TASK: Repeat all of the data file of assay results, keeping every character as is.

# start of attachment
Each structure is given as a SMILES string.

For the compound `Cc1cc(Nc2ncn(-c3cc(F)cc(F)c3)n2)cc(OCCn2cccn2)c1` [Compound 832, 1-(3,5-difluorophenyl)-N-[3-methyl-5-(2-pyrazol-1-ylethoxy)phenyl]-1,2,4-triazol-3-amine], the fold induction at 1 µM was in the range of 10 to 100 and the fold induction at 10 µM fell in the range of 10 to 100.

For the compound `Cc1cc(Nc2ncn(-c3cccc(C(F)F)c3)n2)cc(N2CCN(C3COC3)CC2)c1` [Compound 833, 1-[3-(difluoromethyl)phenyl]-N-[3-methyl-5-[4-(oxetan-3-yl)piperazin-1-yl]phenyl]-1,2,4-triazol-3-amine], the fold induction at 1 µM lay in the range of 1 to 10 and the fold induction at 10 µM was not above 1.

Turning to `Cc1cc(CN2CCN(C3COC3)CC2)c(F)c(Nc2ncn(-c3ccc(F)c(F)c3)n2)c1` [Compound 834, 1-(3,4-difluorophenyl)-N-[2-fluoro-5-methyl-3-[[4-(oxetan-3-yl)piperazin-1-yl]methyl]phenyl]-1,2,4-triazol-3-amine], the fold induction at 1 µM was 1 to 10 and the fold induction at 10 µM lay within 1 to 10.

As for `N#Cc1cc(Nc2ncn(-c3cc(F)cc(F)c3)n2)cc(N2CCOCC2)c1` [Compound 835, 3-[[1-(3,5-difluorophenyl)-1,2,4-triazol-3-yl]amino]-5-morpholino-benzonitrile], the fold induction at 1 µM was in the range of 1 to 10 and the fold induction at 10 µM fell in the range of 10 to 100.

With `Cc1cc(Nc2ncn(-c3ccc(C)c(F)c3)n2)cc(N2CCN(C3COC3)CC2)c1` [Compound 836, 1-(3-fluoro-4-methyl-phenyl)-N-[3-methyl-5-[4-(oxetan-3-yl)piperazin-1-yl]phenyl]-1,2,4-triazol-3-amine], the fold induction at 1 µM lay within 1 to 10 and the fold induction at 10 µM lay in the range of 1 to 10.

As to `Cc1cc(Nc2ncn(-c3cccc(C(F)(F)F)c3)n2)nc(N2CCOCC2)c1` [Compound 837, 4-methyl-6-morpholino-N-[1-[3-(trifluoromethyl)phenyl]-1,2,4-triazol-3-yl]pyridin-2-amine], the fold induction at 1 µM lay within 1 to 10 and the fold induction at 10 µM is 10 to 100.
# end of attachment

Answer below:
Each structure is given as a SMILES string.

For the compound `Cc1cc(Nc2ncn(-c3cc(F)cc(F)c3)n2)cc(OCCn2cccn2)c1` [Compound 832, 1-(3,5-difluorophenyl)-N-[3-methyl-5-(2-pyrazol-1-ylethoxy)phenyl]-1,2,4-triazol-3-amine], the fold induction at 1 µM was in the range of 10 to 100 and the fold induction at 10 µM fell in the range of 10 to 100.

For the compound `Cc1cc(Nc2ncn(-c3cccc(C(F)F)c3)n2)cc(N2CCN(C3COC3)CC2)c1` [Compound 833, 1-[3-(difluoromethyl)phenyl]-N-[3-methyl-5-[4-(oxetan-3-yl)piperazin-1-yl]phenyl]-1,2,4-triazol-3-amine], the fold induction at 1 µM lay in the range of 1 to 10 and the fold induction at 10 µM was not above 1.

Turning to `Cc1cc(CN2CCN(C3COC3)CC2)c(F)c(Nc2ncn(-c3ccc(F)c(F)c3)n2)c1` [Compound 834, 1-(3,4-difluorophenyl)-N-[2-fluoro-5-methyl-3-[[4-(oxetan-3-yl)piperazin-1-yl]methyl]phenyl]-1,2,4-triazol-3-amine], the fold induction at 1 µM was 1 to 10 and the fold induction at 10 µM lay within 1 to 10.

As for `N#Cc1cc(Nc2ncn(-c3cc(F)cc(F)c3)n2)cc(N2CCOCC2)c1` [Compound 835, 3-[[1-(3,5-difluorophenyl)-1,2,4-triazol-3-yl]amino]-5-morpholino-benzonitrile], the fold induction at 1 µM was in the range of 1 to 10 and the fold induction at 10 µM fell in the range of 10 to 100.

With `Cc1cc(Nc2ncn(-c3ccc(C)c(F)c3)n2)cc(N2CCN(C3COC3)CC2)c1` [Compound 836, 1-(3-fluoro-4-methyl-phenyl)-N-[3-methyl-5-[4-(oxetan-3-yl)piperazin-1-yl]phenyl]-1,2,4-triazol-3-amine], the fold induction at 1 µM lay within 1 to 10 and the fold induction at 10 µM lay in the range of 1 to 10.

As to `Cc1cc(Nc2ncn(-c3cccc(C(F)(F)F)c3)n2)nc(N2CCOCC2)c1` [Compound 837, 4-methyl-6-morpholino-N-[1-[3-(trifluoromethyl)phenyl]-1,2,4-triazol-3-yl]pyridin-2-amine], the fold induction at 1 µM lay within 1 to 10 and the fold induction at 10 µM is 10 to 100.